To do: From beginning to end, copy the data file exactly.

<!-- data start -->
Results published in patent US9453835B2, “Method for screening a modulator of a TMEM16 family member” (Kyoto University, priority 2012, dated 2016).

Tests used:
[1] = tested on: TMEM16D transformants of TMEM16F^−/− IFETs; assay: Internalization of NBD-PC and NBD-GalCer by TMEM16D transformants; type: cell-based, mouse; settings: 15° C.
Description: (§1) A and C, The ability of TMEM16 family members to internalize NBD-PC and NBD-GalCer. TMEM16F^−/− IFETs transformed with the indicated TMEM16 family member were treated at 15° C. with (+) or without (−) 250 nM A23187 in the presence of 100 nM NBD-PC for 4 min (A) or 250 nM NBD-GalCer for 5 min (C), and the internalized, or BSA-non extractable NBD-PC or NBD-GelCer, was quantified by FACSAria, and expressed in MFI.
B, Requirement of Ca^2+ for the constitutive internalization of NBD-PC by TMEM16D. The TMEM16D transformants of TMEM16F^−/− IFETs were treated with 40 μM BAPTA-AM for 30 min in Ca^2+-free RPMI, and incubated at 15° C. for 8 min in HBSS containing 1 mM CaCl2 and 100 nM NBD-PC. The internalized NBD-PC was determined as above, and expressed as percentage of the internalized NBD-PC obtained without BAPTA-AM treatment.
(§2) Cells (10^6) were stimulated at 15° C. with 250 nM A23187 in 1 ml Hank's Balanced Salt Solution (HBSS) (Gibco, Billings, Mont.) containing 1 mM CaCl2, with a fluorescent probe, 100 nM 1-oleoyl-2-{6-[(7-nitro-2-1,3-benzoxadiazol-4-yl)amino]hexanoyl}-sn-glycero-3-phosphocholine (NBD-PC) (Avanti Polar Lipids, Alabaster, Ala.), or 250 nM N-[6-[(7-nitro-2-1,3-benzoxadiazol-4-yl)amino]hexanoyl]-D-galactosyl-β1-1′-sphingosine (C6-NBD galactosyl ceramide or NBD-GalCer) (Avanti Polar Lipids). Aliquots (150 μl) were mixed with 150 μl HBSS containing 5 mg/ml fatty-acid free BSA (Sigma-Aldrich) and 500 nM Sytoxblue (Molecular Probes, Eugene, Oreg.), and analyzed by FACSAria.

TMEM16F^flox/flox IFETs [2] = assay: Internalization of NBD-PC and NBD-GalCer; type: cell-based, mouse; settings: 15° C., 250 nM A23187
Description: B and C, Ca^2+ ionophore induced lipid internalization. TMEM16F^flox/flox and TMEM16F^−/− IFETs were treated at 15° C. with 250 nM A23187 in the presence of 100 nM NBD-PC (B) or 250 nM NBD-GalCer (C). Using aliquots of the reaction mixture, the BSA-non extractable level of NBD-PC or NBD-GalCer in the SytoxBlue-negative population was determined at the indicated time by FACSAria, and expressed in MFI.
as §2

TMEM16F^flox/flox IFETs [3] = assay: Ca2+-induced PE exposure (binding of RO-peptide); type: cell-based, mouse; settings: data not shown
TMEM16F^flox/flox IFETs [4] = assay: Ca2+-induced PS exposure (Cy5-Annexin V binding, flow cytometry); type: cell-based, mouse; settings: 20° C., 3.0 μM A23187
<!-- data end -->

Results published in patent US9453835B2, “Method for screening a modulator of a TMEM16 family member” (Kyoto University, priority 2012, dated 2016).

Tests used:
[1] = tested on: TMEM16D transformants of TMEM16F^−/− IFETs; assay: Internalization of NBD-PC and NBD-GalCer by TMEM16D transformants; type: cell-based, mouse; settings: 15° C.
Description: (§1) A and C, The ability of TMEM16 family members to internalize NBD-PC and NBD-GalCer. TMEM16F^−/− IFETs transformed with the indicated TMEM16 family member were treated at 15° C. with (+) or without (−) 250 nM A23187 in the presence of 100 nM NBD-PC for 4 min (A) or 250 nM NBD-GalCer for 5 min (C), and the internalized, or BSA-non extractable NBD-PC or NBD-GelCer, was quantified by FACSAria, and expressed in MFI.
B, Requirement of Ca^2+ for the constitutive internalization of NBD-PC by TMEM16D. The TMEM16D transformants of TMEM16F^−/− IFETs were treated with 40 μM BAPTA-AM for 30 min in Ca^2+-free RPMI, and incubated at 15° C. for 8 min in HBSS containing 1 mM CaCl2 and 100 nM NBD-PC. The internalized NBD-PC was determined as above, and expressed as percentage of the internalized NBD-PC obtained without BAPTA-AM treatment.
(§2) Cells (10^6) were stimulated at 15° C. with 250 nM A23187 in 1 ml Hank's Balanced Salt Solution (HBSS) (Gibco, Billings, Mont.) containing 1 mM CaCl2, with a fluorescent probe, 100 nM 1-oleoyl-2-{6-[(7-nitro-2-1,3-benzoxadiazol-4-yl)amino]hexanoyl}-sn-glycero-3-phosphocholine (NBD-PC) (Avanti Polar Lipids, Alabaster, Ala.), or 250 nM N-[6-[(7-nitro-2-1,3-benzoxadiazol-4-yl)amino]hexanoyl]-D-galactosyl-β1-1′-sphingosine (C6-NBD galactosyl ceramide or NBD-GalCer) (Avanti Polar Lipids). Aliquots (150 μl) were mixed with 150 μl HBSS containing 5 mg/ml fatty-acid free BSA (Sigma-Aldrich) and 500 nM Sytoxblue (Molecular Probes, Eugene, Oreg.), and analyzed by FACSAria.

TMEM16F^flox/flox IFETs [2] = assay: Internalization of NBD-PC and NBD-GalCer; type: cell-based, mouse; settings: 15° C., 250 nM A23187
Description: B and C, Ca^2+ ionophore induced lipid internalization. TMEM16F^flox/flox and TMEM16F^−/− IFETs were treated at 15° C. with 250 nM A23187 in the presence of 100 nM NBD-PC (B) or 250 nM NBD-GalCer (C). Using aliquots of the reaction mixture, the BSA-non extractable level of NBD-PC or NBD-GalCer in the SytoxBlue-negative population was determined at the indicated time by FACSAria, and expressed in MFI.
as §2

TMEM16F^flox/flox IFETs [3] = assay: Ca2+-induced PE exposure (binding of RO-peptide); type: cell-based, mouse; settings: data not shown
TMEM16F^flox/flox IFETs [4] = assay: Ca2+-induced PS exposure (Cy5-Annexin V binding, flow cytometry); type: cell-based, mouse; settings: 20° C., 3.0 μM A23187